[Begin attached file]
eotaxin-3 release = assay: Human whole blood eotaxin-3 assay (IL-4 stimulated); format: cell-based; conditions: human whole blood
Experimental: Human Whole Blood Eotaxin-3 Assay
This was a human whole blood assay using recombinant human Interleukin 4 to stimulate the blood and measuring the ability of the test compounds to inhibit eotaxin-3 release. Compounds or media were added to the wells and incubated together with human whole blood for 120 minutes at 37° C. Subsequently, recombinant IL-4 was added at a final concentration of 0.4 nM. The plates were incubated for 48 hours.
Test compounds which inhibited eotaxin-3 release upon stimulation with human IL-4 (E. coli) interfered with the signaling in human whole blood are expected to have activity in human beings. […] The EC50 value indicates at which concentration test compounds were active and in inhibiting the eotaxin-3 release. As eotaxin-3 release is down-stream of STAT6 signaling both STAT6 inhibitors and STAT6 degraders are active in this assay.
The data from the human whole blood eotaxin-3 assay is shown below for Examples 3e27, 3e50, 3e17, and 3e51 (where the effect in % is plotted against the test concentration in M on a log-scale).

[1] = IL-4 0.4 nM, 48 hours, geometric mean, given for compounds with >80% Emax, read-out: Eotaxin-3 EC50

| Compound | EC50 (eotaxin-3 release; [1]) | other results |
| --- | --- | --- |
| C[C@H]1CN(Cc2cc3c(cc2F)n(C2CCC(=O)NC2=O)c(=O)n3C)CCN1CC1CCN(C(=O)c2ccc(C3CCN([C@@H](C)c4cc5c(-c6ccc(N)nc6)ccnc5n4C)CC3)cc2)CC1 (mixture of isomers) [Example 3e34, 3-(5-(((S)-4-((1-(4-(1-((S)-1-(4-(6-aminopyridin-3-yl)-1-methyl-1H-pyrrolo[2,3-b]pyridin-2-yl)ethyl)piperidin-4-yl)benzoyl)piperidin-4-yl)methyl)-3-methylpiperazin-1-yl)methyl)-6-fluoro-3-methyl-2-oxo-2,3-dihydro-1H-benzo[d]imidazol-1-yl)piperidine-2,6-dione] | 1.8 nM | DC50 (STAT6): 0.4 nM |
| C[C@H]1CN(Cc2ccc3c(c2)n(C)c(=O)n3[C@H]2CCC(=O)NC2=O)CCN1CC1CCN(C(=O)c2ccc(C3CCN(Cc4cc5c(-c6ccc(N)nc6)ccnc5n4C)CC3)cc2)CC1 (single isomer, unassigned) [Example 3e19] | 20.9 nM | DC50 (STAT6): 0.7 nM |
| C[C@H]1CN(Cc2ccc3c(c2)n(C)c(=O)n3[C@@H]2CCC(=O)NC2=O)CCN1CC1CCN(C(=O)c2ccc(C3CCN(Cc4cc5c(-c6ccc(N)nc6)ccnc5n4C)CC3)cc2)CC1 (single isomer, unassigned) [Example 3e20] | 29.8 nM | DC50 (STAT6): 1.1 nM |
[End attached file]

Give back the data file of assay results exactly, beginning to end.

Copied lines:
eotaxin-3 release = assay: Human whole blood eotaxin-3 assay (IL-4 stimulated); format: cell-based; conditions: human whole blood
Experimental: Human Whole Blood Eotaxin-3 Assay
This was a human whole blood assay using recombinant human Interleukin 4 to stimulate the blood and measuring the ability of the test compounds to inhibit eotaxin-3 release. Compounds or media were added to the wells and incubated together with human whole blood for 120 minutes at 37° C. Subsequently, recombinant IL-4 was added at a final concentration of 0.4 nM. The plates were incubated for 48 hours.
Test compounds which inhibited eotaxin-3 release upon stimulation with human IL-4 (E. coli) interfered with the signaling in human whole blood are expected to have activity in human beings. […] The EC50 value indicates at which concentration test compounds were active and in inhibiting the eotaxin-3 release. As eotaxin-3 release is down-stream of STAT6 signaling both STAT6 inhibitors and STAT6 degraders are active in this assay.
The data from the human whole blood eotaxin-3 assay is shown below for Examples 3e27, 3e50, 3e17, and 3e51 (where the effect in % is plotted against the test concentration in M on a log-scale).

[1] = IL-4 0.4 nM, 48 hours, geometric mean, given for compounds with >80% Emax, read-out: Eotaxin-3 EC50

| Compound | EC50 (eotaxin-3 release; [1]) | other results |
| --- | --- | --- |
| C[C@H]1CN(Cc2cc3c(cc2F)n(C2CCC(=O)NC2=O)c(=O)n3C)CCN1CC1CCN(C(=O)c2ccc(C3CCN([C@@H](C)c4cc5c(-c6ccc(N)nc6)ccnc5n4C)CC3)cc2)CC1 (mixture of isomers) [Example 3e34, 3-(5-(((S)-4-((1-(4-(1-((S)-1-(4-(6-aminopyridin-3-yl)-1-methyl-1H-pyrrolo[2,3-b]pyridin-2-yl)ethyl)piperidin-4-yl)benzoyl)piperidin-4-yl)methyl)-3-methylpiperazin-1-yl)methyl)-6-fluoro-3-methyl-2-oxo-2,3-dihydro-1H-benzo[d]imidazol-1-yl)piperidine-2,6-dione] | 1.8 nM | DC50 (STAT6): 0.4 nM |
| C[C@H]1CN(Cc2ccc3c(c2)n(C)c(=O)n3[C@H]2CCC(=O)NC2=O)CCN1CC1CCN(C(=O)c2ccc(C3CCN(Cc4cc5c(-c6ccc(N)nc6)ccnc5n4C)CC3)cc2)CC1 (single isomer, unassigned) [Example 3e19] | 20.9 nM | DC50 (STAT6): 0.7 nM |
| C[C@H]1CN(Cc2ccc3c(c2)n(C)c(=O)n3[C@@H]2CCC(=O)NC2=O)CCN1CC1CCN(C(=O)c2ccc(C3CCN(Cc4cc5c(-c6ccc(N)nc6)ccnc5n4C)CC3)cc2)CC1 (single isomer, unassigned) [Example 3e20] | 29.8 nM | DC50 (STAT6): 1.1 nM |